Blue Jays ace Halladay deals Nationals a loss

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TORONTO -— To the untrained eye, the Washington Nationals looked sluggish and sloppy during last night’s 7-2 loss to the Toronto Blue Jays. Manager Manny Acta’s team was shaky in the field, didn’t get a good pitching performance and committed just about every type of silly mistake possible on the diamond.

Acta, though, believes the perception of the Nationals‘ less-than-inspired showing was not the product of his own club’s failures but of the dynamite work executed by Blue Jays ace Roy Halladay.

“Teams usually look sluggish when the opposition pitches well and you can’t get any hits,” Acta said. “You’ve got to give credit to him. He overpowered us.”

And that, at the end of the evening, was the dominant story line of Washington’s first loss in five days. Halladay’s 71/3 innings of dominance far overshadowed anything else in this one.

Not that the Nationals (29-38) played the same kind of crisp, clean ballgame that has become the norm for much of the last two weeks. No, over the course of two hours and 48 minutes, a Rogers Centre crowd of 22,042 saw the visitors commit two errors, botch a couple of other plays in the field, allow two home runs, uncork a wild pitch, hit a batter and be called for a balk.

But perhaps all of that was a byproduct of their fruitless night at the plate against Halladay (7-2), who flashed the form that earned him the 2003 American League Cy Young Award.

Halladay,” Acta said. “Just give him credit. He was the guy.”

The 30-year-old right-hander dazzled the Nationals with his hard, late-breaking stuff, retiring the first eight batters he faced and refusing to allow a man to reach third base until Ryan Langerhans clubbed a two-run homer in the eighth.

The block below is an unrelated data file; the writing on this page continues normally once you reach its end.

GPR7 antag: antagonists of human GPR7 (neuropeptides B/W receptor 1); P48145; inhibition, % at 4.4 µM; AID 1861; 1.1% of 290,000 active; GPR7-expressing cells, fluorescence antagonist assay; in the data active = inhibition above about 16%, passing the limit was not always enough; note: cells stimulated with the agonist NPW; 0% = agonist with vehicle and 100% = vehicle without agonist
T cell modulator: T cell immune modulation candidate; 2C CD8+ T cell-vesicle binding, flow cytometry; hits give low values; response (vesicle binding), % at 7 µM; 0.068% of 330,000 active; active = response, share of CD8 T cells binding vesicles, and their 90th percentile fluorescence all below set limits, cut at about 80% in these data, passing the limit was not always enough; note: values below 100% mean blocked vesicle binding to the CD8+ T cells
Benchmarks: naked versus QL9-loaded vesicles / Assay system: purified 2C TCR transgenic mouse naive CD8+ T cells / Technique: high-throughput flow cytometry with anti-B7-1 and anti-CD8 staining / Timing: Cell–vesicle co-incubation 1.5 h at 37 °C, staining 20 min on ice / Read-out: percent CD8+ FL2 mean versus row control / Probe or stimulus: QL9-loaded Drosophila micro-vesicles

Washington’s hitters knew what they were getting into when they stepped to the plate. And, imposing as Halladay is, they had no reason to feel intimidated after proving countless times this season they can beat some of the game’s preeminent pitchers. Already this year, the Nationals have bested John Smoltz (twice), Jake Peavy, Johan Santana and Cole Hamels.

“We knew it was going to be tough against him,” third baseman Ryan Zimmerman said. “Any time you go against someone like him or Peavy or [Chris] Carpenter, you know it’s going to be a tough game. You’ve just got to grind it out and hope that you can scratch a couple of runs.”

That meant Nationals starter Mike Bacsik had little margin for error, and the left-hander wasn’t up to the challenge. He was roughed up for three runs on nine hits during 41/3 labored innings, continuing his downward trend of the last two weeks.

Bacsik burst onto the scene a month ago with authority, a savior from Class AAA Columbus whose three straight quality starts helped a team desperate for pitching. But the 29-year-old’s fortunes have taken a turn for the worse. He has failed to last more than five innings in his last three starts, during which time he owns a 7.90 ERA.

“I’ve just got to go out there when I get the ball and throw better,” Bacsik said. “Right now, I’m just a little off whack with my mechanics, which usually isn’t the case, because I’m walking guys.”

Bacsik (1-4) has now suffered four consecutive losses, though he wasn’t exactly helped last night by his teammates, who struggled on the spongy, green FieldTurf inside the dome.

One of Washington’s two errors was committed by Zimmerman, who tried to make a highlight-reel play on Curtis Thigpen’s fourth-inning bunt but wound up heaving the ball well over first baseman Dmitri Young’s head.

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